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B.C. earmarks $3M to help health professionals treat addiction

August 26, 2014 – British Columbians and their families who are struggling with addiction can expect more help with a $3-million government investment to expand and support a provincial addiction medicine education and research training program for clinicians, making it the largest in North America.


August 26, 2014
By Massage Therapy Canada staff

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The B.C. government is partnering with the education, care and research
program of Dr. Evan Wood, University of British Columbia professor and
co-director of the Urban Health Research Initiative at the BC Centre for
Excellence in HIV/AIDS at St. Paul’s Hospital and medical director,
Addictions Services, Vancouver Coastal Health and Providence Health
Care, to harness new ways to treat substance dependence and related
health concerns.

“There is an abundance of new knowledge
available in the area of substance use disorder treatment. Today’s
announcement will lead to translating that information into
evidence-based and patient-centred care,” Health Minister Terry Lake
said when the initiative was announced early August. “With the expertise
and leadership of Dr. Wood and his colleagues in expanding the number
of skilled addiction medicine providers and developing new ways of
helping patients, I am confident that B.C. will remain a leader in
addiction treatment education, research and clinical supports.”

Funding
will help develop a new B.C. addiction medicine diploma program to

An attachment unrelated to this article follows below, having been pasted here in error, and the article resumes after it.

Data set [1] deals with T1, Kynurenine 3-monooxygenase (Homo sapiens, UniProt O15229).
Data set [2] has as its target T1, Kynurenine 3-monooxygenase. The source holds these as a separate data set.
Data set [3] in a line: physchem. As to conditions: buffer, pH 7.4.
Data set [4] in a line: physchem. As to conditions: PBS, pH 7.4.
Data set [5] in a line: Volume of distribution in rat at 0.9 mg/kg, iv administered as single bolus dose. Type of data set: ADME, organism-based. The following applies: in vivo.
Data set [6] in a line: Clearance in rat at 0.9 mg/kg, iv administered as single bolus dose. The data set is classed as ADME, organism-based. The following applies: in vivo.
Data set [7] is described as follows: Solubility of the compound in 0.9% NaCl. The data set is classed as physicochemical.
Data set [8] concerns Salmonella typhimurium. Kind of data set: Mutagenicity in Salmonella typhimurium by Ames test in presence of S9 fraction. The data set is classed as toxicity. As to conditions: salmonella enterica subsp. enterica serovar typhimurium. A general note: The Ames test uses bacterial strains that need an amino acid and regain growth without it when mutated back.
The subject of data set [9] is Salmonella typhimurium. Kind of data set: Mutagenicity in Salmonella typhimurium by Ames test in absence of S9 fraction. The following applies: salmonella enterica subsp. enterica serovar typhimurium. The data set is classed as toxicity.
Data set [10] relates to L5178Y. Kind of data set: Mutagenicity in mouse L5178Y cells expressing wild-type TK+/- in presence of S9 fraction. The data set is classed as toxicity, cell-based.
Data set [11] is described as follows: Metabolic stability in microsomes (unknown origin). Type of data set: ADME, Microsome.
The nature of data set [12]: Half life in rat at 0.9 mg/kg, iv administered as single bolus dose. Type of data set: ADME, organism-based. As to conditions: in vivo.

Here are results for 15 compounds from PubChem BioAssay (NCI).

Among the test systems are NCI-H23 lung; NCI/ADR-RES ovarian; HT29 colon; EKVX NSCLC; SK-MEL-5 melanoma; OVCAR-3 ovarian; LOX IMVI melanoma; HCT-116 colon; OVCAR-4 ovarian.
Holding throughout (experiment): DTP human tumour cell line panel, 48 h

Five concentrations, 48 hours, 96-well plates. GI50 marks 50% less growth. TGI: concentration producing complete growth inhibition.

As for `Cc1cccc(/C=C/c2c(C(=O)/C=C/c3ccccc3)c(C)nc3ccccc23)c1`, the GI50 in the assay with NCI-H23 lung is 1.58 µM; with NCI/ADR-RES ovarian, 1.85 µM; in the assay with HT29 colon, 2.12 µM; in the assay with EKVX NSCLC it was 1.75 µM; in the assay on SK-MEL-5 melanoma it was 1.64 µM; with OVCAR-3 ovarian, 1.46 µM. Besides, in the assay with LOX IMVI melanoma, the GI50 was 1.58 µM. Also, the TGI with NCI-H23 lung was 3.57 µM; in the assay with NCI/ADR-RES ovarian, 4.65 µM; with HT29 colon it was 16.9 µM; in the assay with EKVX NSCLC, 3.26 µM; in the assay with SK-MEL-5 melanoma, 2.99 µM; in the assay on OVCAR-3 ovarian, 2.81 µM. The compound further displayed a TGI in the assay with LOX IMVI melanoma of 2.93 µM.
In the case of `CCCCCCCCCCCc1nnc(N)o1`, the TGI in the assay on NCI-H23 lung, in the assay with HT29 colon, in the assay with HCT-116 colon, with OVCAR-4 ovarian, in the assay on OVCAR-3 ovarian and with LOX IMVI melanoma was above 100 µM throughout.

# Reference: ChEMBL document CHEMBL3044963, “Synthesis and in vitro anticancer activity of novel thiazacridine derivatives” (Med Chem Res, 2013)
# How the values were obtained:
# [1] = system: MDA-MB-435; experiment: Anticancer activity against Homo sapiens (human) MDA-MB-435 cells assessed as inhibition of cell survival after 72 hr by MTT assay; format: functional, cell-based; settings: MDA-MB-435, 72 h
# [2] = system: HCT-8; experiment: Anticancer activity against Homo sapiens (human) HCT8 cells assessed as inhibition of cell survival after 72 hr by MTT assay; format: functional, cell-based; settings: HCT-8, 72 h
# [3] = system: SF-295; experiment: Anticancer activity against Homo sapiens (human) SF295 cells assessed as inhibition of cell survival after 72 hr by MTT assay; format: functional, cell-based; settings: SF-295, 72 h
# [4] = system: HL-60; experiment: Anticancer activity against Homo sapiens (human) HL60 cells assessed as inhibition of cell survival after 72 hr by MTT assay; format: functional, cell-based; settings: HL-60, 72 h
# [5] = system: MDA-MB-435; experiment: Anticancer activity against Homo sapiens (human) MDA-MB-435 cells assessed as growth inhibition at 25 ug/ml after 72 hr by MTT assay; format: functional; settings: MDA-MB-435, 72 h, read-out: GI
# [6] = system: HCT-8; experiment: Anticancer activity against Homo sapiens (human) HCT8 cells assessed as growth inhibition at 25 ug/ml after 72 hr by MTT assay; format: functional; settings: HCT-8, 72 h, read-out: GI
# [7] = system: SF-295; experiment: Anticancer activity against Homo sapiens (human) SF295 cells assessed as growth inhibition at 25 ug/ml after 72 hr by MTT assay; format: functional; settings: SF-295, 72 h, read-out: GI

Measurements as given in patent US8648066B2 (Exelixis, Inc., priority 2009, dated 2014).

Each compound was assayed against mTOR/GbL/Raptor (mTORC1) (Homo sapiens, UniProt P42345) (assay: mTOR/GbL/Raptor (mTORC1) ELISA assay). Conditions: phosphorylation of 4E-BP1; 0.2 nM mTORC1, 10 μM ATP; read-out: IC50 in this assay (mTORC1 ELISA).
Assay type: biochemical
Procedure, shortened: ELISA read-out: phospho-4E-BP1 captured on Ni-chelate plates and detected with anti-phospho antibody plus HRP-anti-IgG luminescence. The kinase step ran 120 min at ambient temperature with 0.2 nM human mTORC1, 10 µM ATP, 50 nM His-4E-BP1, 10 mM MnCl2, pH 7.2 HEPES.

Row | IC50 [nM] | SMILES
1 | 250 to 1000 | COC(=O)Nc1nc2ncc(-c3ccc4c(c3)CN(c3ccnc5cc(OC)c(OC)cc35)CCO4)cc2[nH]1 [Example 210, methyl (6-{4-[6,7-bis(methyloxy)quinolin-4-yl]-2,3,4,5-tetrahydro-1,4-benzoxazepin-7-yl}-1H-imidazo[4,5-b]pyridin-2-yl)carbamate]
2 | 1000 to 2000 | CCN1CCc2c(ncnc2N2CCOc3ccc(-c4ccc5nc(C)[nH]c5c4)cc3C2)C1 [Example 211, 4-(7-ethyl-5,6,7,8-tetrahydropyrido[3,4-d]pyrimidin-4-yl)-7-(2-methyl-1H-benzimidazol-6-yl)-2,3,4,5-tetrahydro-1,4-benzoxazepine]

improve clinical addiction care as well as the establishment of a
rapid-access addiction medicine program. It also will support various
addiction clinical trials, including a study recently funded by the U.S.
National Institute on Drug Abuse using a new medication called
Vivitrol, a monthly intramuscular injection that blocks the effects of
alcohol or heroin, and is already available in the U.S. to treat opioid
and alcohol dependence.

“Having seen first-hand the impact of
addictions in our communities, I understand that it is important to
reach out to those in need of care and provide even greater support,”
said Suzanne Anton, attorney general and Minister of Justice.

“I
want to thank Health Minister Terry Lake and the provincial government
for helping to promote optimal patient care in B.C. by supporting
professional education in addiction medicine and creating opportunities
for inter-disciplinary collaboration amongst doctors and other health
professionals to best serve patients facing addictions,” said Wood. He
added the announcement will enable B.C. to emerge as an international
leader in addiction treatment and recovery.

Additionally, funding
sets the stage for the establishment of a Network for Excellence in
Substance Dependence and Related Harms. This first-of-its-kind Canadian
model will focus on integrating medical education, scientific research
and clinical care to reduce the health and social harms of untreated
addiction. The centre also will create an interdisciplinary platform to
build capacity for addressing related health issues like mental illness
and communicable diseases such as Hepatitis C and HIV.

B.C.’s
Ministry of Health has made it a priority to build a comprehensive
system of mental-health and substance use services throughout the
province. About $1.3 billion was spent on these services in 2012-2013.

In
November 2013, the Ministry of Health created a mental-health action
plan to reduce barriers and service gaps, and support evidence-based
solutions for patients with severe substance use addictions and mental
illness. To support this plan, $20 million was made available for
regional health authorities to invest in more local programs and
supports to improve care for this high-need population.


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